Store your policy in a central location where your employees can easily access it—for example, your employee handbook. Including your policy in your onboarding materials for new employees is also a good idea. 

💡 Pro Tip:

Use Connecteam’s knowledge base feature to securely and centrally store important internal documents like your employee handbook, policies, and training materials. 

Regularly review and update your assessment

You must regularly review and update your COSHH assessment to identify and change any ineffective control measures. Revisit it whenever it becomes irrelevant, there’s been a major change to the work, or you’re required to for exposure monitoring. 

Your workplace, workforce, processes, and procedures change regularly, as can the COSHH requirements. It’s crucial to stay on top of any developments to comply with your COSHH obligations and keep your workers safe. 

💡 Pro Tip:

Designate someone in your organisation to oversee consistent COSHH compliance. They don’t need any specific qualifications to do this. However, they must have the knowledge, skills, and experience to assess hazards and risks and choose suitable control measures. 

After a COSHH Assessment: Monitoring, Surveillance, and Training


If your COSHH assessment finds that it’s necessary to control employees’ exposure to hazardous substances or otherwise protect their health, you must monitor employees’ exposure to ensure proper management.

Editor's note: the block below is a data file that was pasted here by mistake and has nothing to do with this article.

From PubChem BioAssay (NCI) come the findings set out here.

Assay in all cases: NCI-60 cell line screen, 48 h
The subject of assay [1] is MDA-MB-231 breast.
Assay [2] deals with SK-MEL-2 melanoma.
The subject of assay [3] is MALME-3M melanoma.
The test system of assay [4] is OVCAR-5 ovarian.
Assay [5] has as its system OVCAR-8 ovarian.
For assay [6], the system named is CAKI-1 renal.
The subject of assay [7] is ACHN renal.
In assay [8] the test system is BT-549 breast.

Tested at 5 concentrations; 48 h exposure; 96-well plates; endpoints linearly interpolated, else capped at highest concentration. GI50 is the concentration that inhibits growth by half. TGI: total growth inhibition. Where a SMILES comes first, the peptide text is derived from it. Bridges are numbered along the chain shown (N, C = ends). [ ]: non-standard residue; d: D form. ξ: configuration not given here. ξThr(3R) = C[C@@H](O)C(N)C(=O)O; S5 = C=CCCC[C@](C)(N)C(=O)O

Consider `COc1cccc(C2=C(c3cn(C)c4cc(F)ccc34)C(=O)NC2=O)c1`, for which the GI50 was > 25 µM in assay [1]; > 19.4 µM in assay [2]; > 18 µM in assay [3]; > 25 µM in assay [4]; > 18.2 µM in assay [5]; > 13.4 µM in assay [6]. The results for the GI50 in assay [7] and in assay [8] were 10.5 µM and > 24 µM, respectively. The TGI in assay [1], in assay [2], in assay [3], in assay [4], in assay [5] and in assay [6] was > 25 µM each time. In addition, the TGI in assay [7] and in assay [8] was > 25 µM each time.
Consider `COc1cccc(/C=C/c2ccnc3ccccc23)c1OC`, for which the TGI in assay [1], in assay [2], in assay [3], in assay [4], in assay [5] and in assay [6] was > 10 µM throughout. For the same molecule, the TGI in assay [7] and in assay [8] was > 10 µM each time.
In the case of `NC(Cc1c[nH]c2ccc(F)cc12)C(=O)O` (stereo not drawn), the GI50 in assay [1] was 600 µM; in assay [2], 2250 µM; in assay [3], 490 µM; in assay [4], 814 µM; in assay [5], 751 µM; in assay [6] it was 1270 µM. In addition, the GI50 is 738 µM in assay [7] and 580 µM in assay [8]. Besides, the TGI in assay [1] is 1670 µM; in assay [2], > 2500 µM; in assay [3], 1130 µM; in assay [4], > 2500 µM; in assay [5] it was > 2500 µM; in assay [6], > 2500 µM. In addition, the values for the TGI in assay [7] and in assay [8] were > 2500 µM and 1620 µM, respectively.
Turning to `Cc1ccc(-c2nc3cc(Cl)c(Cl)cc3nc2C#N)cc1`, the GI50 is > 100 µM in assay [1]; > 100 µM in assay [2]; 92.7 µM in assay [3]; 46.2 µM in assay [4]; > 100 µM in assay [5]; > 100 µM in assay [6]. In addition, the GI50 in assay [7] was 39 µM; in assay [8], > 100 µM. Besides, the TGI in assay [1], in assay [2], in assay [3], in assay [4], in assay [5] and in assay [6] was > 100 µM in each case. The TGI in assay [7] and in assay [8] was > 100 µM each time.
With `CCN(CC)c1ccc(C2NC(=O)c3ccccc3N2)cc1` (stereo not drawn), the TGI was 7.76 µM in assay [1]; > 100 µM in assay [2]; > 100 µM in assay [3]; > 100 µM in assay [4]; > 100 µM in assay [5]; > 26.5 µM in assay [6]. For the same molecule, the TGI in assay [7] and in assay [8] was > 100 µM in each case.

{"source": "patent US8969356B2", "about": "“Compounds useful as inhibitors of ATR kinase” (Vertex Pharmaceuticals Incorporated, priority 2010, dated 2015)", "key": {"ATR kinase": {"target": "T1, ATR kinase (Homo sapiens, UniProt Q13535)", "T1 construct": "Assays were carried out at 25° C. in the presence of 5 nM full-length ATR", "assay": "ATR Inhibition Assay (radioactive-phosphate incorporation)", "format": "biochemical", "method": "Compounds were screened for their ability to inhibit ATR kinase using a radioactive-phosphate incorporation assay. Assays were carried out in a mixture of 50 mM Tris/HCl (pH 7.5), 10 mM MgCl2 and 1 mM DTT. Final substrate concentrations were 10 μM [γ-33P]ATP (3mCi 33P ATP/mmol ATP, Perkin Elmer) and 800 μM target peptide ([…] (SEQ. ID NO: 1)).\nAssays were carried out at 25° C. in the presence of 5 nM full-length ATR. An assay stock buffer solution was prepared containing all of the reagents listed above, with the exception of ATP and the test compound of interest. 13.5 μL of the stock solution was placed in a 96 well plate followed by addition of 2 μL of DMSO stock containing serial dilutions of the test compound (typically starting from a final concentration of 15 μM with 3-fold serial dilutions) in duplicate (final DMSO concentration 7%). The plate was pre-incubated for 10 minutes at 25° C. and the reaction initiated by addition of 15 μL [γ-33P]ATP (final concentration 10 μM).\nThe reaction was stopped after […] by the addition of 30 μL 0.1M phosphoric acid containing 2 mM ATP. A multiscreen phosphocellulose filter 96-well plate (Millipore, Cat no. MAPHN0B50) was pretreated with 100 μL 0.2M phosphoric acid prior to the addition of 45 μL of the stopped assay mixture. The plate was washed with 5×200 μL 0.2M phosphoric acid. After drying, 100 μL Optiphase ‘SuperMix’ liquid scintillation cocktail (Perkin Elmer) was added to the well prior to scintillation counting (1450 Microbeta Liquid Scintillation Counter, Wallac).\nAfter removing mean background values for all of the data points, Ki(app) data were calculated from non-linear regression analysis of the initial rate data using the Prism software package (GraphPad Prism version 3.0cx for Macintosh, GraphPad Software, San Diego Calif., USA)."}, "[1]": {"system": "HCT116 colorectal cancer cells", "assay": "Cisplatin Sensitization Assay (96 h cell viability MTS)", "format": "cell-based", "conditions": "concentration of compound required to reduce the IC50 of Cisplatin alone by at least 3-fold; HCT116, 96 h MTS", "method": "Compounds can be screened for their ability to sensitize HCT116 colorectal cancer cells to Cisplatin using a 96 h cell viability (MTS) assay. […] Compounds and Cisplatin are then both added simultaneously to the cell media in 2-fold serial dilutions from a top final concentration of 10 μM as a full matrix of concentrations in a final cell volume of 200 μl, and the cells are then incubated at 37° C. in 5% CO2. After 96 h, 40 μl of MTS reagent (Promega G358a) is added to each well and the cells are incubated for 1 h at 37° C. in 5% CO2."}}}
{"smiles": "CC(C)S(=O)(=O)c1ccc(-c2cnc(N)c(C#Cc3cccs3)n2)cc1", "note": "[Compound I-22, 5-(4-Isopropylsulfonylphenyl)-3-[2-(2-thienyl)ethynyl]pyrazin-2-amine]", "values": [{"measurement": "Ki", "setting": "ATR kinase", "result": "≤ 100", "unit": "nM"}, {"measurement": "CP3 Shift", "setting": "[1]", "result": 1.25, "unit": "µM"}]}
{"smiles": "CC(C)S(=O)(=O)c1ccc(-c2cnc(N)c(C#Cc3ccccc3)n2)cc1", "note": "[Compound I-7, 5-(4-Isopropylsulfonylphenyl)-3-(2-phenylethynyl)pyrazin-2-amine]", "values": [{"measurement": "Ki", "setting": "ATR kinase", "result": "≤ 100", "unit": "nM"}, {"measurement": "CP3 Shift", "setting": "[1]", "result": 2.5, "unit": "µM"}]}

This will help you comply with exposure limits designed to protect workers’ health, such as the WELs and BMGVs. It will also help you identify when you need to replace control measures, like PPE. 

You must monitor activities regularly or after any change that could affect exposure. The COSHH regulations also specify the monitoring frequency for two substances and processes—vinyl chloride monomer and spray resulting from an electrolytic chromium process.

Also, you must keep monitoring records for 40 years if they concern personal exposures of identifiable employees. Otherwise, you must store them for 5 years from the date of their last entry. 

Health surveillance

You may also need to put certain employees who’ve been exposed or are likely to be exposed to a hazardous substance under health surveillance. This involves collecting information about an employee’s health to reduce their risk of harm. 

You’re required to use surveillance if the substance is associated with a disease, the disease can be detected and treated to reduce further harm, and workplace conditions mean the disease will likely develop.  

For example, if a work process produces organic dust linked to lung disease, you may need to organise regular medical check-ups to assess employees’ lung function.